Monday, July 21, 2008

Playing what the position will allow...

In 1988, through 1989, I played perhaps my best chess ever. I gave up my favorite openings, which were based on my early enthusiasm for Bobby Fischer, for a seriously classical approach inspired by the study of Tigran Petrosian's games. As white it was simply the Torre Attack and as black I relied on the Caro-Kann and the Queen's Gambit Declined to bore players to death. Simply put, there were many uncompromising players like Kamran Shirazi running around trying to inflict their will on the position and I no longer wanted a part of it.
Petrosian understood that rules within the position could not easily be broken and players who wished to throw the rules aside would soon find their position going with it. I was very lucky that many higher rated players, including Shirazi and Dzindzichashvili, would stick their necks out to try to beat me in equal/even positions and allow me to win. Unfortunately, players even with me or with lower ratings were harder to take care of - but my approach prevailed in earning the master title nearly 20 years ago.
Playing good, solid chess is far more important than any result. Thinking about results, rating points or even prizes will only serve to distract from the greater goal - putting forth your best possible game, reaching new tiers of strength, and earning respect as a good player.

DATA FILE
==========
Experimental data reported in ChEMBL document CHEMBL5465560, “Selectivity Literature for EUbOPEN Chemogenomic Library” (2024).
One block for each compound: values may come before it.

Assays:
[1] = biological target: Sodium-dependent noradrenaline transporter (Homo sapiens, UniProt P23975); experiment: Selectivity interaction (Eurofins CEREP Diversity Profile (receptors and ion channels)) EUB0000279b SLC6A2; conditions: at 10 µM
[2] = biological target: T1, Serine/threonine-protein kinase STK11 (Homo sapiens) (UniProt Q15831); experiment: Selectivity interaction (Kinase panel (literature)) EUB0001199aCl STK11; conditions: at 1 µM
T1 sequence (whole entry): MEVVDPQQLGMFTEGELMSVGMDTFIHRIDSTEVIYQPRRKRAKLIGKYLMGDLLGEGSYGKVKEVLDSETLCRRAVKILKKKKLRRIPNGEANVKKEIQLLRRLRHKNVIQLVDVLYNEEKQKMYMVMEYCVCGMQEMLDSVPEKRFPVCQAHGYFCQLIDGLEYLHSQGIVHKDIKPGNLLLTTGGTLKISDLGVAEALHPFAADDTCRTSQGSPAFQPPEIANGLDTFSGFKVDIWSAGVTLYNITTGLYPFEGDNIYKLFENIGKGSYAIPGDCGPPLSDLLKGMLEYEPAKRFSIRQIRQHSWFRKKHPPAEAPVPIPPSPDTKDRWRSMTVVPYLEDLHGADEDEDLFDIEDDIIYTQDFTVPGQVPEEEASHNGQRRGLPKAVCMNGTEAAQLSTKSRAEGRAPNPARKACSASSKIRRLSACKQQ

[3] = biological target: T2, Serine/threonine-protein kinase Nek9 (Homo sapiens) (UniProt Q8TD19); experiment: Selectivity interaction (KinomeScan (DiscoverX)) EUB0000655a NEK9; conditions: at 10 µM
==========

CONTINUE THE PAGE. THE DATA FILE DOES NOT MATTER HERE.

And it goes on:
-John MacArthur

Thursday, July 17, 2008

Simply moving the pieces, is NOT playing chess?!

Just yesterday, my brother-in-law Victor and I were discussing the problem of how chess can be taught. Although we hashed out many of the problems and used metaphors from other sports - I decided that some of the major concepts should be high-lighted and the less major at least outlined. Many, many people in the world know how to move the pieces - yet so few are actually good at playing chess. So why is this?

Two players before school hashing out a 5-min game when young Tristan, walking by to go to his classroom, stops to look. Tiger is an now advanced group student, but at this time he was just following in his older brothers footsteps.
Player A, on move after a series of exchanges has taken place, stops to consider her next move for 20 seconds or so...
Tristan, who can't contain himself, exclaims: "It's your turn, why aren't you moving!"

Knowing how to move the pieces doesn't realy mean you know HOW to play chess. An idea, good or bad, and the exchange of ideas with an opponent is the essence of chess.
-John MacArthur

Wednesday, July 16, 2008

Chess Dojo Blogging Day One!?

After testing and testing - I've (for the time being) decided to give one of the best internet services around the starring role as the chess Dojo Blog.

I'm hoping to give some assignments and have students blogging as well. Everyone's opinion counts and there will be little (but certain) censorship!!

Let's get this blog under way.